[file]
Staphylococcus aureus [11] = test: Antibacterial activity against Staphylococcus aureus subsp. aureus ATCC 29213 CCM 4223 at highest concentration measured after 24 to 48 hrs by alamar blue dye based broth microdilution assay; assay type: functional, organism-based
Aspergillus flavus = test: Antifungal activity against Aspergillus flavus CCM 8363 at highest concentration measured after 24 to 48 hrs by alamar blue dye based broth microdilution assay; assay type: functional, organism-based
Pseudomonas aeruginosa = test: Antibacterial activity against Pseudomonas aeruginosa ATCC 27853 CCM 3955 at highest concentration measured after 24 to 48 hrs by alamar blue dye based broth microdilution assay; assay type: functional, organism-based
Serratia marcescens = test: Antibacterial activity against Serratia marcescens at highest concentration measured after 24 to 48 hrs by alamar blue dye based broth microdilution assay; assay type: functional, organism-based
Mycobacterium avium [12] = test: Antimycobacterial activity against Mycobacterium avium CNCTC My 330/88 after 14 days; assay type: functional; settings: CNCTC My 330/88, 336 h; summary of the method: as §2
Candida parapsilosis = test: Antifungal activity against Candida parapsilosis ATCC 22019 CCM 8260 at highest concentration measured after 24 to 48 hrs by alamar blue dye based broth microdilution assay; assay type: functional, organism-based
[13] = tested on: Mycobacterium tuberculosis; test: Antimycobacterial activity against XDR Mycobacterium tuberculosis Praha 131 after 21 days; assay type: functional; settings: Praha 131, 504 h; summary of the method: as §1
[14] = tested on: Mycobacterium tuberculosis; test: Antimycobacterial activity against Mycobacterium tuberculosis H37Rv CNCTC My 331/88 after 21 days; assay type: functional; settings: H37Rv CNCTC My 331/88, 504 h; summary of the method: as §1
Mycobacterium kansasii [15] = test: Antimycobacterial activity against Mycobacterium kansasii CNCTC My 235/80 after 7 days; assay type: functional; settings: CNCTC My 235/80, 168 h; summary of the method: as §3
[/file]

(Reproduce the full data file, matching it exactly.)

Staphylococcus aureus [11] = test: Antibacterial activity against Staphylococcus aureus subsp. aureus ATCC 29213 CCM 4223 at highest concentration measured after 24 to 48 hrs by alamar blue dye based broth microdilution assay; assay type: functional, organism-based
Aspergillus flavus = test: Antifungal activity against Aspergillus flavus CCM 8363 at highest concentration measured after 24 to 48 hrs by alamar blue dye based broth microdilution assay; assay type: functional, organism-based
Pseudomonas aeruginosa = test: Antibacterial activity against Pseudomonas aeruginosa ATCC 27853 CCM 3955 at highest concentration measured after 24 to 48 hrs by alamar blue dye based broth microdilution assay; assay type: functional, organism-based
Serratia marcescens = test: Antibacterial activity against Serratia marcescens at highest concentration measured after 24 to 48 hrs by alamar blue dye based broth microdilution assay; assay type: functional, organism-based
Mycobacterium avium [12] = test: Antimycobacterial activity against Mycobacterium avium CNCTC My 330/88 after 14 days; assay type: functional; settings: CNCTC My 330/88, 336 h; summary of the method: as §2
Candida parapsilosis = test: Antifungal activity against Candida parapsilosis ATCC 22019 CCM 8260 at highest concentration measured after 24 to 48 hrs by alamar blue dye based broth microdilution assay; assay type: functional, organism-based
[13] = tested on: Mycobacterium tuberculosis; test: Antimycobacterial activity against XDR Mycobacterium tuberculosis Praha 131 after 21 days; assay type: functional; settings: Praha 131, 504 h; summary of the method: as §1
[14] = tested on: Mycobacterium tuberculosis; test: Antimycobacterial activity against Mycobacterium tuberculosis H37Rv CNCTC My 331/88 after 21 days; assay type: functional; settings: H37Rv CNCTC My 331/88, 504 h; summary of the method: as §1
Mycobacterium kansasii [15] = test: Antimycobacterial activity against Mycobacterium kansasii CNCTC My 235/80 after 7 days; assay type: functional; settings: CNCTC My 235/80, 168 h; summary of the method: as §3